BARBERSHOP BOOKS CHAMPIONS CHILDHOOD LITERACY
Fact No. 1: In African-American communities across the U.S., barbershops are cultural hubs as much as—or even more than— they are grooming establishments. Fact No. 2: According to the Department of Education, 85 percent of America’s black male fourth graders are not proficient in reading, greatly increasing their risk of dropping out of high school. Fact No. 3: Young black boys will read books that they find fun, funny or interesting.
While getting a haircut in a barbershop across the street from the school where he taught first grade in New York City, award- winning educator and comedian Alvin Irby considered these three facts. That day, he decided that barbershops presented a golden opportunity for his young male students.
Irby thought, “Anywhere in the U.S. where there are black people, there are black barbershops, there are little black boys waiting to get their hair cut... Someone should put books in barbershops so boys can have something fun to read while they wait.” A few years later, he founded Barbershop Books, a literacy program that creates child-friendly reading spaces in barbershops. The idea is simple: Community members sponsor a reading space (fun books and a colorful bookshelf) in their local barbershop. Barbers encourage young patrons and their parents to use the books. Children and parents look at and read the books while they wait or choose one to bring to the barber chair.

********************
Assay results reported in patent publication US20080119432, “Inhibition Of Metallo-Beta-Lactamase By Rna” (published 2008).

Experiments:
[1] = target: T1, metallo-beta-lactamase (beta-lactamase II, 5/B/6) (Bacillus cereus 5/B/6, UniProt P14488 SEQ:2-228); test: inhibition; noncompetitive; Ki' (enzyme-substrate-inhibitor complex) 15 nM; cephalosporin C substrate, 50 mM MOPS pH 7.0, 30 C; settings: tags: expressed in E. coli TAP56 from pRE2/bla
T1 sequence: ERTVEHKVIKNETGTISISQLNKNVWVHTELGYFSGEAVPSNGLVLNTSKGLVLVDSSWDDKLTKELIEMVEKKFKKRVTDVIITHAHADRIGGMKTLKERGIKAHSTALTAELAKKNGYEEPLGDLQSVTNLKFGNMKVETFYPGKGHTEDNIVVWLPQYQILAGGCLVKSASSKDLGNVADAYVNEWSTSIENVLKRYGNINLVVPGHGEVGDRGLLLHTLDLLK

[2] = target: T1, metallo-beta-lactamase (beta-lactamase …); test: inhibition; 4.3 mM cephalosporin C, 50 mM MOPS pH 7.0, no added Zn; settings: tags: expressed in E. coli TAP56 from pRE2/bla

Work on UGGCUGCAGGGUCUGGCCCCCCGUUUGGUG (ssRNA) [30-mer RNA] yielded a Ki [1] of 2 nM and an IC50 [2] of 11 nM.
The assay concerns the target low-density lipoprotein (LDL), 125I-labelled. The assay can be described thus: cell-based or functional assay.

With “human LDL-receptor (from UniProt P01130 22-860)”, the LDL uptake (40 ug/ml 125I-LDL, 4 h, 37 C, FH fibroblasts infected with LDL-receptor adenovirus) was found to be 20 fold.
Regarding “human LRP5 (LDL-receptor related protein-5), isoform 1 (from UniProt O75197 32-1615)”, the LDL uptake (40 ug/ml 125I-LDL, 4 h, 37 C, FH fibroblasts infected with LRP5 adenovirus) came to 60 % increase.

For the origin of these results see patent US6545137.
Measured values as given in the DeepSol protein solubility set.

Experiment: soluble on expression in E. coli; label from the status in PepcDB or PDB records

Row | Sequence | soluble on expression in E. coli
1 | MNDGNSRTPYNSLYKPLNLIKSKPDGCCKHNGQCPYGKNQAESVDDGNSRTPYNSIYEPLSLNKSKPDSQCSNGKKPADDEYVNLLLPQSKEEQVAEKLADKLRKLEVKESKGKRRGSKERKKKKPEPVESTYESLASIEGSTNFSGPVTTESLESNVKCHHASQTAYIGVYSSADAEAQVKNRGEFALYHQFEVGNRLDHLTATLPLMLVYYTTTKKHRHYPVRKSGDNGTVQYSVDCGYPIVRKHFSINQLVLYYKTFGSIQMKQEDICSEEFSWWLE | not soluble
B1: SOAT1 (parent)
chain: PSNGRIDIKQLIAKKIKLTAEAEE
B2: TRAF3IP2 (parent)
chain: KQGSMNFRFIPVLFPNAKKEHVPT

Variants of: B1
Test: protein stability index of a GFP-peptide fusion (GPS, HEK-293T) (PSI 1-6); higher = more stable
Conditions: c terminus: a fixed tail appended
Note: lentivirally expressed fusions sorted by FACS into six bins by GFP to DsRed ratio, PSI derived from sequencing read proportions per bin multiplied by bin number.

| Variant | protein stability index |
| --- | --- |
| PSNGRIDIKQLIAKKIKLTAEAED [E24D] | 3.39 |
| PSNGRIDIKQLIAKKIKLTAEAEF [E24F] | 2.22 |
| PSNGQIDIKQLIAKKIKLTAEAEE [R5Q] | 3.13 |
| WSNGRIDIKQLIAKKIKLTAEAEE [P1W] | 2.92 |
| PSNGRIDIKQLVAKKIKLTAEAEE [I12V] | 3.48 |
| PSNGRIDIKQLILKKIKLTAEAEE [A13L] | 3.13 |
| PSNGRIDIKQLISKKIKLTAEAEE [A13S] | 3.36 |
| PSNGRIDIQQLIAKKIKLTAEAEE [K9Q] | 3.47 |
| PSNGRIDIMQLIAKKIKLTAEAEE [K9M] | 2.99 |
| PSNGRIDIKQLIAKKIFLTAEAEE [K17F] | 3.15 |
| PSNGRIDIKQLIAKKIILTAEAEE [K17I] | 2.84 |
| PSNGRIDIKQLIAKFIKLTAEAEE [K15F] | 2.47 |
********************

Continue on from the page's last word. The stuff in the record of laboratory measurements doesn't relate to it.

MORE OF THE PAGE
The Barbershop Books program has reading spaces in a dozen New York City barbershops; 10 in Columbus, Ohio; and 22 in other barbershops across the U.S. Every dollar invested in a Barbershop Books reading space generates 27 minutes of reading in a barbershop. When Ryan Griffin, owner of Fuller Cut in Ypsilanti, Michigan, read about Barbershop Books, he was inspired to try something similar. As an added incentive for parents, Griffin offers a $2 discount on haircuts for boys—or girls—who read in his shop. Many parents and guardians re-route that money directly to the child.
Barbershop Books’ mission is to help black boys ages 4 to 8 identify as readers by connecting books and reading to a male-centered space, and by involving men in boys’ early reading experiences. According to Irby, “Lots of black boys don’t identify as readers. They don’t have reading models because less than two percent of teachers are black males and many black boys are raised by single mothers.” For some boys their barber is the most stable male role model in their lives.
In addition to championing Barbershop Books, Irby debuted a children’s book, Gross Greg (Alvin Irby LC, 2016), that seeks to fill the void of humor picture books with black characters. With this new book, Irby hopes to get boys laughing and excited about reading.
Barbershop Books wants to hear from MAN readers. To recommend books or a barbershop, sponsor a reading space, make a monetary donation (a $10 gift buys five new books) or connect the program with community partners in your area, visit barbershopbooks.org. —LK
Every dollar invested in a Barbershop Books reading space generates 27 minutes of reading in a barbershop.
[Images: COURTESY OF BARBERSHOP BOOKS]